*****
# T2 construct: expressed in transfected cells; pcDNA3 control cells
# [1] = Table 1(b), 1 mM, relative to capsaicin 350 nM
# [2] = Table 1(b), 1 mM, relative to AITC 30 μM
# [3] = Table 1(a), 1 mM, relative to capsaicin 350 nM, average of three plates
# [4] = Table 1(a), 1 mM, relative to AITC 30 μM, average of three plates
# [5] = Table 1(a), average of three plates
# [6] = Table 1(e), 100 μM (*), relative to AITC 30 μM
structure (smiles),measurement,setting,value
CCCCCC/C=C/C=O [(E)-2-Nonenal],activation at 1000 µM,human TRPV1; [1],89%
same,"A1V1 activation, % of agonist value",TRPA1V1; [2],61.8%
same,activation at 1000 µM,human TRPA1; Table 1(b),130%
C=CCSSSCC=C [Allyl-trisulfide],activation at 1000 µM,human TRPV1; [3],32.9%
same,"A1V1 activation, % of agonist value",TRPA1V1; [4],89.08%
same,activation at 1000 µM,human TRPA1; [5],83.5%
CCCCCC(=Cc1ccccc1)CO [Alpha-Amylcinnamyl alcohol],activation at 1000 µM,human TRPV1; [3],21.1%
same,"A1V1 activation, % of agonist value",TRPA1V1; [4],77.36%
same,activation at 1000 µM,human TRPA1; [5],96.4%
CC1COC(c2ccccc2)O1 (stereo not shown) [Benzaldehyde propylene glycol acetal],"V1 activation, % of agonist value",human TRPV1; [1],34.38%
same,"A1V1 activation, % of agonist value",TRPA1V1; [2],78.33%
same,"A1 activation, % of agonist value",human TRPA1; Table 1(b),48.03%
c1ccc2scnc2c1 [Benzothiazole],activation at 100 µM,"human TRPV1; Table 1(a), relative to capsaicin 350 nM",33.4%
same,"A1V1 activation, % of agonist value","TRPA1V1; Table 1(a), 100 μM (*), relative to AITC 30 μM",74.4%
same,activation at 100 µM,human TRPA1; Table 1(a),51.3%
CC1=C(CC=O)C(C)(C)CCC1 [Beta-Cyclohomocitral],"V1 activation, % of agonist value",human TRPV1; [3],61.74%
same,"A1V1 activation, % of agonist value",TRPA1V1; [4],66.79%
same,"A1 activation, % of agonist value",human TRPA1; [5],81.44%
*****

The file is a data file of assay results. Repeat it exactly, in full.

# T2 construct: expressed in transfected cells; pcDNA3 control cells
# [1] = Table 1(b), 1 mM, relative to capsaicin 350 nM
# [2] = Table 1(b), 1 mM, relative to AITC 30 μM
# [3] = Table 1(a), 1 mM, relative to capsaicin 350 nM, average of three plates
# [4] = Table 1(a), 1 mM, relative to AITC 30 μM, average of three plates
# [5] = Table 1(a), average of three plates
# [6] = Table 1(e), 100 μM (*), relative to AITC 30 μM
structure (smiles),measurement,setting,value
CCCCCC/C=C/C=O [(E)-2-Nonenal],activation at 1000 µM,human TRPV1; [1],89%
same,"A1V1 activation, % of agonist value",TRPA1V1; [2],61.8%
same,activation at 1000 µM,human TRPA1; Table 1(b),130%
C=CCSSSCC=C [Allyl-trisulfide],activation at 1000 µM,human TRPV1; [3],32.9%
same,"A1V1 activation, % of agonist value",TRPA1V1; [4],89.08%
same,activation at 1000 µM,human TRPA1; [5],83.5%
CCCCCC(=Cc1ccccc1)CO [Alpha-Amylcinnamyl alcohol],activation at 1000 µM,human TRPV1; [3],21.1%
same,"A1V1 activation, % of agonist value",TRPA1V1; [4],77.36%
same,activation at 1000 µM,human TRPA1; [5],96.4%
CC1COC(c2ccccc2)O1 (stereo not shown) [Benzaldehyde propylene glycol acetal],"V1 activation, % of agonist value",human TRPV1; [1],34.38%
same,"A1V1 activation, % of agonist value",TRPA1V1; [2],78.33%
same,"A1 activation, % of agonist value",human TRPA1; Table 1(b),48.03%
c1ccc2scnc2c1 [Benzothiazole],activation at 100 µM,"human TRPV1; Table 1(a), relative to capsaicin 350 nM",33.4%
same,"A1V1 activation, % of agonist value","TRPA1V1; Table 1(a), 100 μM (*), relative to AITC 30 μM",74.4%
same,activation at 100 µM,human TRPA1; Table 1(a),51.3%
CC1=C(CC=O)C(C)(C)CCC1 [Beta-Cyclohomocitral],"V1 activation, % of agonist value",human TRPV1; [3],61.74%
same,"A1V1 activation, % of agonist value",TRPA1V1; [4],66.79%
same,"A1 activation, % of agonist value",human TRPA1; [5],81.44%